Book Talk: Photo Poetics by Professor Shengqing Wu

Shengqing Wu
Professor of Chinese Literature, Hong Kong University of Science and Technology

Weatherhead East Asian Institute

Co-Sponsor: EALAC, Center for Comparative Media


March 30, 7:00-8:30pm.

A book talk by Professor Shengqing Wu (Hong Kong University of Science and Technology)

Moderated by: Ying Qian (Assistant Professor in Chinese cinema and media, EALAC, Columbia)

With discussion from: Alexander Alberro (Virginia Bloedel Wright '51 Professor of Art History, Barnard)

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About the book

Information below from the website of Columbia University Press:

Chinese poetry has a long history of interaction with the visual arts. Classical aesthetic thought held that painting, calligraphy, and poetry were cross-fertilizing and mutually enriching. What happened when the Chinese poetic tradition encountered photography, a transformative technology and presumably realistic medium that reshaped seeing and representing the world?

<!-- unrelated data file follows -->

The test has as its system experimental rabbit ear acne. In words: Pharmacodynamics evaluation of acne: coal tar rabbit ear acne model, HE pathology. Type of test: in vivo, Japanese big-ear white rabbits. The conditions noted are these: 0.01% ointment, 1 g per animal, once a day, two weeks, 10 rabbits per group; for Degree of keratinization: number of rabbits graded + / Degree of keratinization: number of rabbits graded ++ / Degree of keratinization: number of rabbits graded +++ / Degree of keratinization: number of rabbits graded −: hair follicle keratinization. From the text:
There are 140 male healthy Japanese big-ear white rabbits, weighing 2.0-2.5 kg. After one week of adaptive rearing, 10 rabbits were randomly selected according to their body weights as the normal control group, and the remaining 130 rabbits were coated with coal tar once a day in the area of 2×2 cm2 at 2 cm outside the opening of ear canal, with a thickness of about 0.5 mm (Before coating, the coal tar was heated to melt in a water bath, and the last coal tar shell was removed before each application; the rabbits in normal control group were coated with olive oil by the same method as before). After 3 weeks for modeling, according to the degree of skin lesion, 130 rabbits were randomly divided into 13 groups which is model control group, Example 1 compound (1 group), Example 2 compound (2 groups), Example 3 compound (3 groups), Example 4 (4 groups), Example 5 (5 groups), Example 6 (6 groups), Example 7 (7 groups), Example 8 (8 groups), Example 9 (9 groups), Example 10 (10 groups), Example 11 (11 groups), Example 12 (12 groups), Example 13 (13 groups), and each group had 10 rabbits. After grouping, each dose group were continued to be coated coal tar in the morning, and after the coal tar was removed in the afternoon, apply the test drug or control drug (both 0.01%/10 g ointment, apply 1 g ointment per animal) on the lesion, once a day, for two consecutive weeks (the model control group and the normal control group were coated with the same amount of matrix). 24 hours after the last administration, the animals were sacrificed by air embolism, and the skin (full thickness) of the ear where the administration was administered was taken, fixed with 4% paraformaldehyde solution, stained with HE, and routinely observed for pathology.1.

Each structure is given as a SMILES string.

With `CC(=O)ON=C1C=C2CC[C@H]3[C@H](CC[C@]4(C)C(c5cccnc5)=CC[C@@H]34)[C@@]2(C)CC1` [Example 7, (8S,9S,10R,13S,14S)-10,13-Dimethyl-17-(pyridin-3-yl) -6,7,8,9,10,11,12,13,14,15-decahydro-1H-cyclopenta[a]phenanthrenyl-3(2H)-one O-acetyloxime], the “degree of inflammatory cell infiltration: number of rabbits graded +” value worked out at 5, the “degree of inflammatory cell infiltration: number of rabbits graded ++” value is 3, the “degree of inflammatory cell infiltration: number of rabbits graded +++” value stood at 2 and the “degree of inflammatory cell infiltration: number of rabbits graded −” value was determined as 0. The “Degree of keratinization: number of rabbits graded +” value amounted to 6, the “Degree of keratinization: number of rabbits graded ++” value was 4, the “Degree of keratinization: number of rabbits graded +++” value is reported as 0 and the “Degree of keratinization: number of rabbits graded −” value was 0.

Shengqing Wu explores how the new medium of photography was transformed by Chinese aesthetic culture. She details the complex negotiations between poetry and photography in the late Qing and early Republican eras, examining the ways traditional textual forms collaborated with the new visual culture. Drawing on extensive archival research into illustrated magazines, poetry collections, and vintage photographs, Photo Poetics analyzes a wide range of practices and genres, including self-representation in portrait photography; gifts of inscribed photographs; mass-media circulation of images of beautiful women; and photography of ghosts, immortals, and imagined landscapes. Wu argues that the Chinese lyrical tradition provided rich resources for artistic creativity, self-expression, and embodied experience in the face of an increasingly technological and image-oriented society. An interdisciplinary study spanning literary studies, visual culture, and media history, Photo Poetics is an original account of media culture in early twentieth-century China and the formation of Chinese literary and visual modernities.